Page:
Safe Hands – Tie Your Soul To Mine



Tie Your Soul To Mine


Lost Boy Records




For Fans Of

Anchors, A Death In The Family, The Nation Blue.


The most depressing punk rock album of 2016.


80 / 100

Newcastle’s Safe Hands are essentially The Menzingers after a couple beers, a few really rough breakups and a massive hardcore music binge.

Safe Hands have been together for a number of years now and that time in the local scene has stripped away at a lot of their older heavier sound – not all, but most of it – which really is for the better. As it shows a substantial growth in their sound, is instrumentally more dynamic, and as utterly fucking overused as this term is, this album is a ‘mature’ step forward for the group, both musically and thematically. The ten finely crafted songs that make up ‘Tie Your Soul To Mine’ are just dripping with palpable emotion and bleak lyrics of personal conflicts about life and death, and everything that happens in between those two key points.

Now, in all honesty, this album genuinely depressed me while listening to it. However, I think that’s exactly why it’s such a solid record, ultimately – because of its effect over my psyche. The themes and lyrical content here would kill any positive, upbeat mood immediately, but if it didn’t do that, the record would be worse off for it. Seriously, this album stands alongside Have A Nice Life’sDeathconsciousness’, The Antlers ‘Hospice’, Touché Amoré’s Stage 4‘ (or any of their albums post ‘Parting The Sea…‘, really) and Pianos Become The Teeth’sThe Lack Long After’ as one of the most depressing albums I’ve ever heard. The lyrics are of course a big part of this reason, but it’s the actual music and instrumentation that aided in giving me the blues, so to speak. The droning melodies and dissonant timbres and overall vibe of the record are not only superbly melancholic but so engrossing that they’re even quite haunting and ominous at times. But the best part is that the tone and the emotion of this record never once felt forced. ‘Tie Your Soul To Mine’ isn’t the kind of record you put on at a party or at a mate’s weekend shindig; it’s a soundtrack for a cold, rainy day, for late night drives, and for lying awake in your bed at night, all of which I experienced during my time with the album. (I legitimately don’t know if this is saying more about myself than the actual record right now, but whatever).

I do doubt that the members of Safe Hands are akin to say, King 810’s members; the kind of people who take their art so fucking seriously that it’s almost comical and scarily apt. But I wouldn’t mind either way. For the music is what really matters, and sweet merciful Christ is the music here good! Hell, even if the band members were a bunch of downers, I can totally understand that; they’re from Newcastle, after all.

Musically, there are a handful of moments that showcase Safe Hands heavier style of old and the one song that embraces it fully is ‘The Pinch’. This song almost plays out like an old Converge or The Dillinger Escape Plan track, but the vocals aren’t quite as heavy or as abrasive enough for it to fully pay off & the band floats back into their melodic, dark, punk rock soundscape after a short while. It’s in this sound that their music becomes the most potent and where it feels most comfortable existing within, and I feel as though the more jagged, intense hardcore sections should be backed off even further for future releases.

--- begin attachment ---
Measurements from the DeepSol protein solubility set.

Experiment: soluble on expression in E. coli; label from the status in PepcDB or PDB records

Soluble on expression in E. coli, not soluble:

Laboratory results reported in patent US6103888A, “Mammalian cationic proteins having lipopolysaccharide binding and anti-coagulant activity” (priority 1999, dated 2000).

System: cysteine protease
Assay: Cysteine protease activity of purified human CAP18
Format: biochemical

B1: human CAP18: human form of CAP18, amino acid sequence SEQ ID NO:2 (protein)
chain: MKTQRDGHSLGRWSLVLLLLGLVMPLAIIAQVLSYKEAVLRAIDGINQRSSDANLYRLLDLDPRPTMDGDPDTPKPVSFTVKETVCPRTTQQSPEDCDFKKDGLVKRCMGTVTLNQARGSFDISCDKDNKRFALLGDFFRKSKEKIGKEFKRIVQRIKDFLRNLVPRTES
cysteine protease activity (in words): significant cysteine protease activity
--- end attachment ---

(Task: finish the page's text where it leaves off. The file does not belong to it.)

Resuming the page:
However, Small Fortune’, ‘My Very Own Grey Gardens‘ and lead single ‘The Great Affair’ balance out their new sense of melodic songwriting with the heavier styles of their past, the latter of which has an ending that becomes as cathartic as it gets. Yet its ‘Born In The Last Shower’ that’s the true show stealer here, and with its thrashy, heavier sound in the final stretch, and the – dare I say it – poppy and upbeat guitars and soothing vocal melodies round out a complete, banging sonic package. The record then takes its final professional bow with one of its strongest offerings; the brilliant six-minute closer, ‘Wagtails’. At first, the track is a sombre, emotional acoustic track, accompanied by occasional soft keys and a slow, relaxed vocal delivery from vocalist Benjamin Louttit. Just by itself, this would’ve been a fitting end to the album, but oh no son, Safe Hands aren’t done with you yet! Halfway through ‘Wagtails‘, the rest of the band returns to create a slow, foreboding soundscape that expertly builds along before a final emotional climax brings everything home.


There’s something so bleak and depressing, yet so engrossing and intriguing about ‘Tie Your Soul To Mine’. It remains rooted in the conventions of punk & hardcore but contains such an authentic air of real life emotion, struggle & loss. So much so that the song’s themes, lyrics and vocals would have received a vast disservice if the grand punk rock instrumentation here was trying to reinvent the genre’s wheel. The novacastrian’s in Safe Hands have something very cool on their collective hands here, and while it may bum you out emotionally, you’ll love every fucking second of it. I swear.


  1. The Coliseum 1921
  2. Traffic Island Wreath
  3. My Very Own Grey Gardens
  4. The Great Affair
  5. Small Fortune
  6. Pushed To The Moon
  7. Born In The Last Shower
  8. The Pinch
  9. Til All The Birds Fell Off The Roof
  10. Wagtails

‘Tie Your Soul To Mine’ is out now via Lost Boy Records. 

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